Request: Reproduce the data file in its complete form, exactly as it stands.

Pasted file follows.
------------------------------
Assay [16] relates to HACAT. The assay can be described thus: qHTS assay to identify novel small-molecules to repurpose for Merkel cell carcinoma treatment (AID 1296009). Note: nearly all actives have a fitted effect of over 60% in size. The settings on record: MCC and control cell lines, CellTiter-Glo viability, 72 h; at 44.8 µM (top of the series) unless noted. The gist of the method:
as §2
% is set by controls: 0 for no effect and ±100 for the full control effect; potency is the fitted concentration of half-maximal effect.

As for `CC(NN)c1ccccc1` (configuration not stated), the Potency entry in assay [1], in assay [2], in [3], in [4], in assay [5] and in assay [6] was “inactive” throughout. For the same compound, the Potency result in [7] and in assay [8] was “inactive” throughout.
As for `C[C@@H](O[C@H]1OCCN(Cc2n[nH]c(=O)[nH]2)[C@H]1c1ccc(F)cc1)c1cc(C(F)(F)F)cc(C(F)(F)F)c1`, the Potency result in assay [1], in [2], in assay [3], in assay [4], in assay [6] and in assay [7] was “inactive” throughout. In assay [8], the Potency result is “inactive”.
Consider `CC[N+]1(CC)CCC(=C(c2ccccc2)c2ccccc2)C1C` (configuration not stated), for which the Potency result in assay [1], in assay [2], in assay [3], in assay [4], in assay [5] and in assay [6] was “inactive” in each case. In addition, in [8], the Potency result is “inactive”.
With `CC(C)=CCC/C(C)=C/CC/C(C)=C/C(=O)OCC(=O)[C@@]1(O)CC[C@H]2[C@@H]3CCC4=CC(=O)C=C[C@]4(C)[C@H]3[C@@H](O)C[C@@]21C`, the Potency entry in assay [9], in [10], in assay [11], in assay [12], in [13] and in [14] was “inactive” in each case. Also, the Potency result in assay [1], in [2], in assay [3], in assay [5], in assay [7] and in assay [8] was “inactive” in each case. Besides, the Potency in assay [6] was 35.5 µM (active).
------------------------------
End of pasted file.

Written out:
Assay [16] relates to HACAT. The assay can be described thus: qHTS assay to identify novel small-molecules to repurpose for Merkel cell carcinoma treatment (AID 1296009). Note: nearly all actives have a fitted effect of over 60% in size. The settings on record: MCC and control cell lines, CellTiter-Glo viability, 72 h; at 44.8 µM (top of the series) unless noted. The gist of the method:
as §2
% is set by controls: 0 for no effect and ±100 for the full control effect; potency is the fitted concentration of half-maximal effect.

As for `CC(NN)c1ccccc1` (configuration not stated), the Potency entry in assay [1], in assay [2], in [3], in [4], in assay [5] and in assay [6] was “inactive” throughout. For the same compound, the Potency result in [7] and in assay [8] was “inactive” throughout.
As for `C[C@@H](O[C@H]1OCCN(Cc2n[nH]c(=O)[nH]2)[C@H]1c1ccc(F)cc1)c1cc(C(F)(F)F)cc(C(F)(F)F)c1`, the Potency result in assay [1], in [2], in assay [3], in assay [4], in assay [6] and in assay [7] was “inactive” throughout. In assay [8], the Potency result is “inactive”.
Consider `CC[N+]1(CC)CCC(=C(c2ccccc2)c2ccccc2)C1C` (configuration not stated), for which the Potency result in assay [1], in assay [2], in assay [3], in assay [4], in assay [5] and in assay [6] was “inactive” in each case. In addition, in [8], the Potency result is “inactive”.
With `CC(C)=CCC/C(C)=C/CC/C(C)=C/C(=O)OCC(=O)[C@@]1(O)CC[C@H]2[C@@H]3CCC4=CC(=O)C=C[C@]4(C)[C@H]3[C@@H](O)C[C@@]21C`, the Potency entry in assay [9], in [10], in assay [11], in assay [12], in [13] and in [14] was “inactive” in each case. Also, the Potency result in assay [1], in [2], in assay [3], in assay [5], in assay [7] and in assay [8] was “inactive” in each case. Besides, the Potency in assay [6] was 35.5 µM (active).